Indian Pediatrics 2000;37: 153-158
Free Oxygen radicals in acute renal failure
N.K. Dubey, Praveen Yadav, A.K. Dutta, V. Kumar, G.N. Ray and S. Batra
From the Departments of Pediatric Intensive Care and Biochemistry, Kalawati Sarn Children's Hospital and Lady Hardinge Medical College, New Delhi 110 001, India.
Reprint requests: Dr. N.K. Dubey, A-11/25, Vasant Vihar, New Delhi 110 057, India. E-mail: email@example.com
Manuscript received: December 17, 1998; Initial review completed: February 2, 1999; Revision accepted: August 30, 1999.
Objective: To assess the levels of free oxygen radicals in acute renal failure and their predictive value in clinical outcome. Design: Prospective. Setting: Intensive care unit. Methods: Study was conducted in 50 children (25 with acute renal failue and 25 age and sex matched controls). Blood urea, serum creatinine, serum protein, uric acid and free oxygen radical markers were estimated in both groups. Superoxide dismutase (SOD), glutathione peroxidase(GPx) and lipid peroxide (LPO) wre estimated in blood by standard techniques. Results: Hemolytic uremic syndrome (HUS) was a major cause of acute renal failure (52%), rest were due to acute glomerulonephritis (AGN), septicemia and renal venous thrombosis. In the renal failure group 56% of the patients were dialyzed (peritoneal) and the mortality was 28% (7/25). The levesl of SOD, GPx and LPO were significantly raised in renal failure group. Higher values of LPO, SOD and GPx were documented in subjects who expired. The most important independent variable for predicting clinical outcome was LPO with a sensitivity of 89.4%, specificity of 93%, positive predictive value of 95%. Conclusion: Levels of free oxygen radicals (SOD, LPO and GPx) are raised in acute renal failure and these enzymes can be used as marker of renal injury. LPO levels are highly sensitivity and specific for predicting the clinical outcome.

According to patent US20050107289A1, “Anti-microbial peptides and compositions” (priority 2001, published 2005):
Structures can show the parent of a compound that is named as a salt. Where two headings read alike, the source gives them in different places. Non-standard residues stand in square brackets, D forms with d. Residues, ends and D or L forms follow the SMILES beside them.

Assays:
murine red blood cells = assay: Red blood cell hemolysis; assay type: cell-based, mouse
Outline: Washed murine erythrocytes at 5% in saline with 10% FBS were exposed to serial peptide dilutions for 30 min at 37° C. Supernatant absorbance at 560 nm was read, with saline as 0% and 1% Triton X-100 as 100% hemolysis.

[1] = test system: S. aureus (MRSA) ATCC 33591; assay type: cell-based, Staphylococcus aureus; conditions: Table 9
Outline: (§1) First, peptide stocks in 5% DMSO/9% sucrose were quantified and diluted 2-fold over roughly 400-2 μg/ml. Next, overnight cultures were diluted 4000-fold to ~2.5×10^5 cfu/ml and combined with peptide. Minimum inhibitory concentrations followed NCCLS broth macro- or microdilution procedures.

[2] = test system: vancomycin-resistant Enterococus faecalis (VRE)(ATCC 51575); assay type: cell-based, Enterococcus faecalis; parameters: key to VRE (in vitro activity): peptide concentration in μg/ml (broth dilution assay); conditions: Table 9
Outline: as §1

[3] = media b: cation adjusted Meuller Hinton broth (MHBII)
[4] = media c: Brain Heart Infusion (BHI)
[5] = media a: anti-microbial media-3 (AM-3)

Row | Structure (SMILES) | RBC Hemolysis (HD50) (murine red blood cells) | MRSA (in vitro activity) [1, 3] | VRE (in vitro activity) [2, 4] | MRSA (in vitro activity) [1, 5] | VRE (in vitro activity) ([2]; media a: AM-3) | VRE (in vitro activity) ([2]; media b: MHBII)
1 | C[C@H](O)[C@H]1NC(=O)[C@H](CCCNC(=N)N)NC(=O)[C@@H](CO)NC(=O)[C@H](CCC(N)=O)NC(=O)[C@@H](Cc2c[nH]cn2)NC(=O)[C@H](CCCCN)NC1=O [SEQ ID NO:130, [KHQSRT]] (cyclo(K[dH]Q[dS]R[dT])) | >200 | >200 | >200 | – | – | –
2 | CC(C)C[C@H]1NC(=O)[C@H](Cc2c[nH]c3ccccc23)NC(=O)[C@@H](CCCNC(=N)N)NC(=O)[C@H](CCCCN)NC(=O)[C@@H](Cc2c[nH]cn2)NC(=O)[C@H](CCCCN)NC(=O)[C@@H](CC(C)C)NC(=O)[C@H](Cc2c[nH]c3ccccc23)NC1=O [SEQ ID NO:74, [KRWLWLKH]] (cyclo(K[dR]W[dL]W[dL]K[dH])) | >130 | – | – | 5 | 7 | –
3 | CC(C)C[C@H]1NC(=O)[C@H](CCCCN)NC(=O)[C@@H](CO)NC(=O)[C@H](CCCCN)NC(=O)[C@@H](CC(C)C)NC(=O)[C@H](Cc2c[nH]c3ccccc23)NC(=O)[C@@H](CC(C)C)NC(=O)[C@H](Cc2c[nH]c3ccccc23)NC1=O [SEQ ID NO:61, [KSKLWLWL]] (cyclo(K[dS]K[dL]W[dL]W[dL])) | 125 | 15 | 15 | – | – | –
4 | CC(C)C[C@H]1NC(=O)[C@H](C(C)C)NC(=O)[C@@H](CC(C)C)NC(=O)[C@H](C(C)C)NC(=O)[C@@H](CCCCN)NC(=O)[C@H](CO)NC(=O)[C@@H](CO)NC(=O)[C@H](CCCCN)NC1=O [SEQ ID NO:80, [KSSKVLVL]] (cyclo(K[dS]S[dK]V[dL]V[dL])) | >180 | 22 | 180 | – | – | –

Key words: Acute renal failure, Free oxygen radicals.
Acute renal failure is a clinical syndrome characterized by rapid decline in glomerular filtration and change in body homeostatic mechanism. It complicates about 5% of the admissions in the hospital and 30% of intensive care unit admissions(1).
Evidence have accumulated over the years incriminating free oxygen radicals as causative agents of renal damage(2_4). The hypoxic ischemia may be less damaging than the large flux of oxygen derived free radicals, which occur during reperfusion of the tissue. Mechanisms involved in generation of the free oxygen radical are injured mitochondria, by xanthine oxidase, by arachidonic acid path-way or by polymorphonuclear cell accumulation in injured tissue(5_8). The renal tubules have high density of mitochondria which shows structural and functional defects in acute renal failure. In addition both xanthine and arachidonic acid metabolism are very active in renal tissue.